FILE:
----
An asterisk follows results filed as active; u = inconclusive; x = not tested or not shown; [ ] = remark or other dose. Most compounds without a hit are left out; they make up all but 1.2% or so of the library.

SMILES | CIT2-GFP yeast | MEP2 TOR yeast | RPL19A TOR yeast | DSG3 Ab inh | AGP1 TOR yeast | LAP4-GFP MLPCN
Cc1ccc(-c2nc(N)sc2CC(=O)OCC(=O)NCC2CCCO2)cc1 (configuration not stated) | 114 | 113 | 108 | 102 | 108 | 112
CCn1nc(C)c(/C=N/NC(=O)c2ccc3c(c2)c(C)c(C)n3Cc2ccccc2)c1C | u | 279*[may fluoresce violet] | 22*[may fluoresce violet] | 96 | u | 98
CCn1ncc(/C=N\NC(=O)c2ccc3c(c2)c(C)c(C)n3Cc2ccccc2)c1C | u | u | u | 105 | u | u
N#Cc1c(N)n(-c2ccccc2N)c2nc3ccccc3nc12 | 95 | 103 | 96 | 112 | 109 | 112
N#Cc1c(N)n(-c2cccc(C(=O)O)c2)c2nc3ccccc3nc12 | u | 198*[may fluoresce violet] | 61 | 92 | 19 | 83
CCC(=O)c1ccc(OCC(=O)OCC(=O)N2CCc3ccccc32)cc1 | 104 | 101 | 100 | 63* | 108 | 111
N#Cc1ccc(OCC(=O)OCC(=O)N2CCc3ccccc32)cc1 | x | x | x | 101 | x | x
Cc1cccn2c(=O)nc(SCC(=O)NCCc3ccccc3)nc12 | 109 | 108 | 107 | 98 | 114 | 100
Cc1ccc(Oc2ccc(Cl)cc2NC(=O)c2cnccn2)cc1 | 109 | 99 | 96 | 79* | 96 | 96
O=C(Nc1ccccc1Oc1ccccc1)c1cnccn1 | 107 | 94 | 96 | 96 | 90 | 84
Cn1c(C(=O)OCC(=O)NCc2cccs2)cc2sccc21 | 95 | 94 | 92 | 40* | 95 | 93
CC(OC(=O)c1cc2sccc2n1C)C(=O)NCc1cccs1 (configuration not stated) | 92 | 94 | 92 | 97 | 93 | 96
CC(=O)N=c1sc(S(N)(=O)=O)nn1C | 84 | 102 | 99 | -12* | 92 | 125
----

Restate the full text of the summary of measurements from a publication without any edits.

An asterisk follows results filed as active; u = inconclusive; x = not tested or not shown; [ ] = remark or other dose. Most compounds without a hit are left out; they make up all but 1.2% or so of the library.

SMILES | CIT2-GFP yeast | MEP2 TOR yeast | RPL19A TOR yeast | DSG3 Ab inh | AGP1 TOR yeast | LAP4-GFP MLPCN
Cc1ccc(-c2nc(N)sc2CC(=O)OCC(=O)NCC2CCCO2)cc1 (configuration not stated) | 114 | 113 | 108 | 102 | 108 | 112
CCn1nc(C)c(/C=N/NC(=O)c2ccc3c(c2)c(C)c(C)n3Cc2ccccc2)c1C | u | 279*[may fluoresce violet] | 22*[may fluoresce violet] | 96 | u | 98
CCn1ncc(/C=N\NC(=O)c2ccc3c(c2)c(C)c(C)n3Cc2ccccc2)c1C | u | u | u | 105 | u | u
N#Cc1c(N)n(-c2ccccc2N)c2nc3ccccc3nc12 | 95 | 103 | 96 | 112 | 109 | 112
N#Cc1c(N)n(-c2cccc(C(=O)O)c2)c2nc3ccccc3nc12 | u | 198*[may fluoresce violet] | 61 | 92 | 19 | 83
CCC(=O)c1ccc(OCC(=O)OCC(=O)N2CCc3ccccc32)cc1 | 104 | 101 | 100 | 63* | 108 | 111
N#Cc1ccc(OCC(=O)OCC(=O)N2CCc3ccccc32)cc1 | x | x | x | 101 | x | x
Cc1cccn2c(=O)nc(SCC(=O)NCCc3ccccc3)nc12 | 109 | 108 | 107 | 98 | 114 | 100
Cc1ccc(Oc2ccc(Cl)cc2NC(=O)c2cnccn2)cc1 | 109 | 99 | 96 | 79* | 96 | 96
O=C(Nc1ccccc1Oc1ccccc1)c1cnccn1 | 107 | 94 | 96 | 96 | 90 | 84
Cn1c(C(=O)OCC(=O)NCc2cccs2)cc2sccc21 | 95 | 94 | 92 | 40* | 95 | 93
CC(OC(=O)c1cc2sccc2n1C)C(=O)NCc1cccs1 (configuration not stated) | 92 | 94 | 92 | 97 | 93 | 96
CC(=O)N=c1sc(S(N)(=O)=O)nn1C | 84 | 102 | 99 | -12* | 92 | 125